If you have been convicted of a crime in Texas, you are feeling the stress of the situation and the consequences of such a conviction. There are, however, instances in which you may be able to conceal said conviction from potential employers and others who might conduct background checks. The mechanism involved is known as a nondisclosure order, and it – in effect – stops court officials from providing your criminal record to anyone performing a background check.
A nondisclosure order has obvious benefits for anyone convicted of a crime, including:
- It may allow you to obtain a job that would otherwise be unavailable to you.
- It may help you rent an apartment or house that you otherwise would not be able to rent (landlords can run background checks on potential renters).
- It can help preserve your reputation because you will not be required to reveal negative information about yourself.
Eligibility for Nondisclosure Orders
There are several requirements you must meet in order to reach the eligibility requirements of a nondisclosure order. Naturally, not all defendants meet these eligibility requirements, and some crimes are automatically out of the running for nondisclosure. In general, however, an order of nondisclosure requires a sentence of deferred adjudication probation and an agreement from the court.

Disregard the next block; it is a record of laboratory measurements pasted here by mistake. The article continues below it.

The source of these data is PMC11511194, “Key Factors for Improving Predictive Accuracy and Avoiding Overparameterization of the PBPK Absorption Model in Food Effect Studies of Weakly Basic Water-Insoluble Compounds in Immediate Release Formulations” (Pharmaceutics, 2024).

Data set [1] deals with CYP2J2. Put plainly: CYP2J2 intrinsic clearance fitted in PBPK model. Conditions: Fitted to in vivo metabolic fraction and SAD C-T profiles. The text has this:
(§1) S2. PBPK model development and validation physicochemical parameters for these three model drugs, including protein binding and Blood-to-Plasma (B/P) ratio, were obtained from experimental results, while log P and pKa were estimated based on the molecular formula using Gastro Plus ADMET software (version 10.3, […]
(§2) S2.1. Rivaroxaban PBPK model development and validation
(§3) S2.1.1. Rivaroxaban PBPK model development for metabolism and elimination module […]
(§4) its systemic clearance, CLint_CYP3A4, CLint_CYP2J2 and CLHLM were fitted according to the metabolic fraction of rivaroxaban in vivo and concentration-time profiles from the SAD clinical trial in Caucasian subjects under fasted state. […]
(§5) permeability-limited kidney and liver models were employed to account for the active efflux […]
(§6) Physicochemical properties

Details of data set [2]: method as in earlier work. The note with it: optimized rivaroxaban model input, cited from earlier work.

Deferred Adjudication Probation
Deferred adjudication probation refers to when the court allows the defendant in question to demonstrate that he or she has learned from his or her mistakes (the crime in question). For example, the judge may order the sentence to be deferred or otherwise postponed until the defendant has had the opportunity to serve under court supervision. This often includes:
- Reporting to the supervision officer appointed to the case
- Attending required classes
- Performing community service for a specific number of hours
- Submitting to required drug tests
If the defendant is able to successfully accomplish the requirements put forth by the court, he or she may receive an order of nondisclosure – but, of course, the court must ultimately agree to the order. Even with such an order, however, there are instances in which your record can be accessed. For instance, school systems, government agencies, and financial institutions may be privy to the information within.
Nondisclosure Order vs. Expungement
Expungement is a court order that is similar to a nondisclosure order, but that has one critical distinction. The nondisclosure order serves to seal your criminal record, but an expungement will actually erase the charge from your record. While an expunged record is undiscoverable by anyone performing a background check, in certain situations, the charges sealed in a nondisclosure order can be accessed.